I attended the launch of ‘A Bad Boy’s Guide To The Good Indian Girl‘ by Annie Zaidi and Smriti Ravindra recently. I finished the book in one night and it served to crystallize what I’ve felt for many years. There is the most common box of ‘Good Girl’ that every Indian girl is typecast in, at birth, with family & society doing their darndest to keep her there for the rest of her life.
But here’s what. Even if she does break out of that restricting definition, she simply falls headlong into another one. I’ve broken a few of the ‘Good Girl’ rules myself, opting to not mask my natural assertiveness and my ambition. Thus I’ve gotten slotted in another mold of ‘Career Woman’ (or occasionally ‘Pushy Bitch’). Now I find I’m constantly battling notions that I:
- should be an overachiever, in a meaningful job that pays well
- always be 100% sure, confident and in control
- be intelligent, sparkling, entertaining and ‘with it’
- do not like or care about family
- do not like kids or feel maternal
- do not feel sentimental or feel ashamed when I do
Would one attribute such notions to a man who was gregarious and ambitious? It is possible to see a man who throws himself into life as it comes along and loves hard, works hard, isn’t it? Why is it so hard to do that with me, then? Then, has women empowerment actually given us wings or has it just substituted one cage for another?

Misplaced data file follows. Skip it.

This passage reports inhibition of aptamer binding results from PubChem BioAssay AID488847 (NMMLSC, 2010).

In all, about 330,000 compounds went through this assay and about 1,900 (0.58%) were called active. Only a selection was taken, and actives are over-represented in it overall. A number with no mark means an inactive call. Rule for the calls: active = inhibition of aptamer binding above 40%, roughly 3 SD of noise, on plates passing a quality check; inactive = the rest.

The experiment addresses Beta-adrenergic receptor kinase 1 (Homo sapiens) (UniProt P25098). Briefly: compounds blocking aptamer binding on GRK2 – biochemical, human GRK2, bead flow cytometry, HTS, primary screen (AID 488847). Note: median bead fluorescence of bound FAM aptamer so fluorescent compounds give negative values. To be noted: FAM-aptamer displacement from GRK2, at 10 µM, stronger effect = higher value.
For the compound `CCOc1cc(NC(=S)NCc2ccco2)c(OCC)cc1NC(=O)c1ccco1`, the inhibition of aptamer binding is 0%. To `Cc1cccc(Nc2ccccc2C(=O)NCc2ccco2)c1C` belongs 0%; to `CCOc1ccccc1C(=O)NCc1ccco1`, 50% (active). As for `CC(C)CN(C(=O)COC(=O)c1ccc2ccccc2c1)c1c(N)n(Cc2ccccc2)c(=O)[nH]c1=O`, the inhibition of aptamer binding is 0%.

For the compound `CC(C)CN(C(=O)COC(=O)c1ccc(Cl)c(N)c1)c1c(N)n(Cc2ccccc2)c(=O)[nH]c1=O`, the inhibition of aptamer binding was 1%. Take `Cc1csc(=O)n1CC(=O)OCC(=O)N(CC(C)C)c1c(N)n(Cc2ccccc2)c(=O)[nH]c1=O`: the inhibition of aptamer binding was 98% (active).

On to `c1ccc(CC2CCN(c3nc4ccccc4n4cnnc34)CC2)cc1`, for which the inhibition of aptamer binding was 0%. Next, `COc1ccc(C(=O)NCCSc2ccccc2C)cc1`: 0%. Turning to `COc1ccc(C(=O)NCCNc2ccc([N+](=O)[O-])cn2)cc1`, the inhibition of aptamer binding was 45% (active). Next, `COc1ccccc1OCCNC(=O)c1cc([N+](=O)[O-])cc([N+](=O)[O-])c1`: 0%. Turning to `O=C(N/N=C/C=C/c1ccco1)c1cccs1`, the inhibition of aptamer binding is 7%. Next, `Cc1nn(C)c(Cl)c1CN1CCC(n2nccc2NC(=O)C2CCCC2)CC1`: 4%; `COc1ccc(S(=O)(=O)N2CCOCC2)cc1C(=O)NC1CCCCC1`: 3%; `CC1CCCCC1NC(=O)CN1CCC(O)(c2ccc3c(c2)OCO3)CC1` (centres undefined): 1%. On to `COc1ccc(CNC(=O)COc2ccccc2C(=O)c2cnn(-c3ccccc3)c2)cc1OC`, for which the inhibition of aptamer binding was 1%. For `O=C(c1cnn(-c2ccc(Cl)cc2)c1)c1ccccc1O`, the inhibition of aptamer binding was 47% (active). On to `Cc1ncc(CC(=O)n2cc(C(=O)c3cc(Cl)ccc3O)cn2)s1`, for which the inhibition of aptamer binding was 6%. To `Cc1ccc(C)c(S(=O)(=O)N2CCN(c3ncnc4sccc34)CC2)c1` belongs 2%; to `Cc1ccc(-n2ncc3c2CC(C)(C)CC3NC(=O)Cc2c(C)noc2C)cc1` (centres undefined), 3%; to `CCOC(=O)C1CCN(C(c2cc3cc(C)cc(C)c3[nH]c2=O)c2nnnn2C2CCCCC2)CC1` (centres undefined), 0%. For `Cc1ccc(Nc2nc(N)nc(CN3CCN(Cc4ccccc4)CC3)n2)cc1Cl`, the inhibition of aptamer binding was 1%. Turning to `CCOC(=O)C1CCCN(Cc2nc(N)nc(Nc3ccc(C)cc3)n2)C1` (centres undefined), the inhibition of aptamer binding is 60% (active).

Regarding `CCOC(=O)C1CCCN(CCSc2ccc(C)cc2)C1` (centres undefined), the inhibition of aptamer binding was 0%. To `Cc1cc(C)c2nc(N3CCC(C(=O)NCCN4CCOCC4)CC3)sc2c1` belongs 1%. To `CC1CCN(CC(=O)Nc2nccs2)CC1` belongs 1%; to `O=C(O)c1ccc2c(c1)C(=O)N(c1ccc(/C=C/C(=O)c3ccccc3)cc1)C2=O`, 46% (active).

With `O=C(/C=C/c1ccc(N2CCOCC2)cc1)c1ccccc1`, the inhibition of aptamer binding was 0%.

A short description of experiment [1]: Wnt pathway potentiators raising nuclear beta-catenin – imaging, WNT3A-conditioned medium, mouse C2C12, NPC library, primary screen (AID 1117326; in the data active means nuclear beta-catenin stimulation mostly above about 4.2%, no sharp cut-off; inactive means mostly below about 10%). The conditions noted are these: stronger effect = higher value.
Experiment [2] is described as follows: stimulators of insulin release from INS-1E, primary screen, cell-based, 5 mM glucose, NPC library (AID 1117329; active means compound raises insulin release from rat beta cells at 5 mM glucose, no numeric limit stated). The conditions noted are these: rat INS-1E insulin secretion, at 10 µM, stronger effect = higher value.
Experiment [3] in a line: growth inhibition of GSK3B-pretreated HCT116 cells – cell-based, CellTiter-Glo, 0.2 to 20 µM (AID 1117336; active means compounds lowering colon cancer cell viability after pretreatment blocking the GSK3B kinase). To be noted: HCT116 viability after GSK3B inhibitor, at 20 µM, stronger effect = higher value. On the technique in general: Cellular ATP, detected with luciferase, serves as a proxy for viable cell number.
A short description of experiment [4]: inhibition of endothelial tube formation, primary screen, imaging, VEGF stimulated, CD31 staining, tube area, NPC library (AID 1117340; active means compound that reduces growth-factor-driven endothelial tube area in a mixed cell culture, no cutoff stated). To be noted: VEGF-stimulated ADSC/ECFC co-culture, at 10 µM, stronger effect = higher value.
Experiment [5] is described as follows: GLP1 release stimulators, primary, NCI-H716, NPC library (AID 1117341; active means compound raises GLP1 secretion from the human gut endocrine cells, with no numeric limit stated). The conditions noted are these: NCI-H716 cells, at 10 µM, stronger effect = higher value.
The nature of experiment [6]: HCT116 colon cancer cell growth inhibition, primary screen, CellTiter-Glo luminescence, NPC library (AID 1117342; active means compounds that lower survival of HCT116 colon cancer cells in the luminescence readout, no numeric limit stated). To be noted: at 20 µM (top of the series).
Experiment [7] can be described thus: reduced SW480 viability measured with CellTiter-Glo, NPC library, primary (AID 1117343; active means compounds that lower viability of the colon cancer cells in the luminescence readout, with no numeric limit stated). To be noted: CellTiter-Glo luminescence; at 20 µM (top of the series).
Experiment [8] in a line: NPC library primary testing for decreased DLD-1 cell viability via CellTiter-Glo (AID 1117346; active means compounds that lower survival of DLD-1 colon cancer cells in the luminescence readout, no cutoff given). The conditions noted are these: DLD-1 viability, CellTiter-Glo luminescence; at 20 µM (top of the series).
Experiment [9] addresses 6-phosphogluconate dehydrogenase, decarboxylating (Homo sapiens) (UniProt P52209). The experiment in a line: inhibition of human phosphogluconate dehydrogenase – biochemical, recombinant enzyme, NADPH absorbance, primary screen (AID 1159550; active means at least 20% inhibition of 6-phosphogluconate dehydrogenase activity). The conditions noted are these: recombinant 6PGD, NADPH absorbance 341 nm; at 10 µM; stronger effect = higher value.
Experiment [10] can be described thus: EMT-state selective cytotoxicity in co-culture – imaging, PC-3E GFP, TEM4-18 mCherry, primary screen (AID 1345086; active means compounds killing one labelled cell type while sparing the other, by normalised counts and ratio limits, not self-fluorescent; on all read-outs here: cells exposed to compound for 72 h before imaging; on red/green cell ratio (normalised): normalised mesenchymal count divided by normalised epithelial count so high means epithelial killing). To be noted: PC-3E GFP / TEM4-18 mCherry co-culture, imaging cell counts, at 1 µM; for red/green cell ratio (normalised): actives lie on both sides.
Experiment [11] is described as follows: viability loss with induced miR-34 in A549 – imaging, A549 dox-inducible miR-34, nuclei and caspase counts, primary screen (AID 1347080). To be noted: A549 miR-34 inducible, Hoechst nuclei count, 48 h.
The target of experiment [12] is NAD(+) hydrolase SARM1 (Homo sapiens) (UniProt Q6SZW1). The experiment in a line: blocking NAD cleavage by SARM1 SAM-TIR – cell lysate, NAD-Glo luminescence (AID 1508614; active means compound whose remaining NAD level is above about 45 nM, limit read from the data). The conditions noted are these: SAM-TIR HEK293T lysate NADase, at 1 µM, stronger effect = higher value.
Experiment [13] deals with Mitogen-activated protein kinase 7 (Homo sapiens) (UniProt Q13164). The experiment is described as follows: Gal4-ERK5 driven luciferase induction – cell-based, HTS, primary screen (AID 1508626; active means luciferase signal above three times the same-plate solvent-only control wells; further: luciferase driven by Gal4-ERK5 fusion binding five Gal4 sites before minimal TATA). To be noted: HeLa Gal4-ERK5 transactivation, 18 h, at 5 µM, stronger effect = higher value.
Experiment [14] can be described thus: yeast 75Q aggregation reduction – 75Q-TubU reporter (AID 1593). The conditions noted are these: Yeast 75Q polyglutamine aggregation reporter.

There is a certain attitude I sense in people when they learn about my relationship, a certain, ‘You are so lucky!’ followed by the assumption that I must be thrilled since my life’s ambition has been fulfilled. It is not I don’t feel lucky or happy; both of us do. But I resent the implicit assumption that my life is about bagging the right guy and feeling triumphant for having landed one. That’s insulting both to me and to my relationship.
How about the automatic understanding that comes the way of men when they feel ‘not ready for a marriage right now’? These are laughed off with a wink and even a subtle impression that it’s the normal man thing to feel. But I say it’s not. Apprehension before a major step is a human thing, not a male thing. It’s our bodies’ internal signals alerting us to the possibility of a situation that we need to be prepared for. Why then, does everyone assume that always know my mind and that my life proceeds smoothly without glitch? Why is my confusion always attributed to my ‘just being difficult’?
I don’t feel like I’m treated equal to men when I’m given no room for mistakes, no leeway for confusion, no space for undefinable emotions, ideas and actions. I struggle with many roles, even the ones that fit me well such as the CareerWoman or the EarthMother. I struggle when they conflict. I struggle when they all come together. But most of all, I struggle with the fact that they exist, these neat little boxes into which I’m supposed to package my personality, my dreams, my emotions, my identity and indeed, my life. When did life ever let itself be organized so neatly?
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A guy I know, takes great pleasure in explaining to me, why he’s sooo thrilled to be a bachelor. According to him, if he were married, he’d have to put up with frequent calls from his wife complaining about the bai/her boss (depending on whether she’s a working wife or not), nagging and general discomfiture.